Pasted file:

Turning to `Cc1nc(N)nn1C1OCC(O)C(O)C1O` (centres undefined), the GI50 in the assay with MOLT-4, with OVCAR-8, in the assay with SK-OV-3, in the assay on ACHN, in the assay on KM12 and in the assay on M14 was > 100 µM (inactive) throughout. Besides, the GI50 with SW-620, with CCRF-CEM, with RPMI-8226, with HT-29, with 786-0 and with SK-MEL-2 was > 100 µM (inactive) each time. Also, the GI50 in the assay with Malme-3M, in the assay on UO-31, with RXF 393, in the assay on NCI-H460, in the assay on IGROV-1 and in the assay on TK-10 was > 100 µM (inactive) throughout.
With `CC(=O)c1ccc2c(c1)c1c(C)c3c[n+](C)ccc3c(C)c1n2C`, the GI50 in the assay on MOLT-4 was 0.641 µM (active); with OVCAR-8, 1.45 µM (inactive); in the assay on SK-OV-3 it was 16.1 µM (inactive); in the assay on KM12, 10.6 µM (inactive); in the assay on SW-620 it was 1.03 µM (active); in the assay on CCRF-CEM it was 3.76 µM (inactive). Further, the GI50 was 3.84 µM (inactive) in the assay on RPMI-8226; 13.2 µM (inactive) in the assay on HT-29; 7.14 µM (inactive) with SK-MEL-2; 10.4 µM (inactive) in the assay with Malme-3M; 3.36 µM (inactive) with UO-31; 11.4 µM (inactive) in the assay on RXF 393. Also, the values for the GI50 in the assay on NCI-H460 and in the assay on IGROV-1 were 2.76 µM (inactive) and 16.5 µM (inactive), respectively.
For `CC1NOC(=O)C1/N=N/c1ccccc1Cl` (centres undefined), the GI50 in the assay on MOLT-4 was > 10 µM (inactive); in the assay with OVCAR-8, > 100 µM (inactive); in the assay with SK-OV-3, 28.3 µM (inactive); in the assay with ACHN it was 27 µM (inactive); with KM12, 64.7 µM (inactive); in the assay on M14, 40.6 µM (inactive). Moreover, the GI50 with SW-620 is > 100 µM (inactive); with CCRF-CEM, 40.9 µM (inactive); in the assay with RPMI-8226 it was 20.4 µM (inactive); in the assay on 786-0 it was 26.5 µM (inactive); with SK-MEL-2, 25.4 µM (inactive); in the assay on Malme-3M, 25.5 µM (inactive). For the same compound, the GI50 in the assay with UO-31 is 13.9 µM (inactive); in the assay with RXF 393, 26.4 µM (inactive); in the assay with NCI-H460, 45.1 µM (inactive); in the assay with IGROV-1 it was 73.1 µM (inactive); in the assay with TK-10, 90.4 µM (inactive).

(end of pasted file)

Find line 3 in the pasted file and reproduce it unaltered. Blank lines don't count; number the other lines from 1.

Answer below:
For `CC1NOC(=O)C1/N=N/c1ccccc1Cl` (centres undefined), the GI50 in the assay on MOLT-4 was > 10 µM (inactive); in the assay with OVCAR-8, > 100 µM (inactive); in the assay with SK-OV-3, 28.3 µM (inactive); in the assay with ACHN it was 27 µM (inactive); with KM12, 64.7 µM (inactive); in the assay on M14, 40.6 µM (inactive). Moreover, the GI50 with SW-620 is > 100 µM (inactive); with CCRF-CEM, 40.9 µM (inactive); in the assay with RPMI-8226 it was 20.4 µM (inactive); in the assay on 786-0 it was 26.5 µM (inactive); with SK-MEL-2, 25.4 µM (inactive); in the assay on Malme-3M, 25.5 µM (inactive). For the same compound, the GI50 in the assay with UO-31 is 13.9 µM (inactive); in the assay with RXF 393, 26.4 µM (inactive); in the assay with NCI-H460, 45.1 µM (inactive); in the assay with IGROV-1 it was 73.1 µM (inactive); in the assay with TK-10, 90.4 µM (inactive).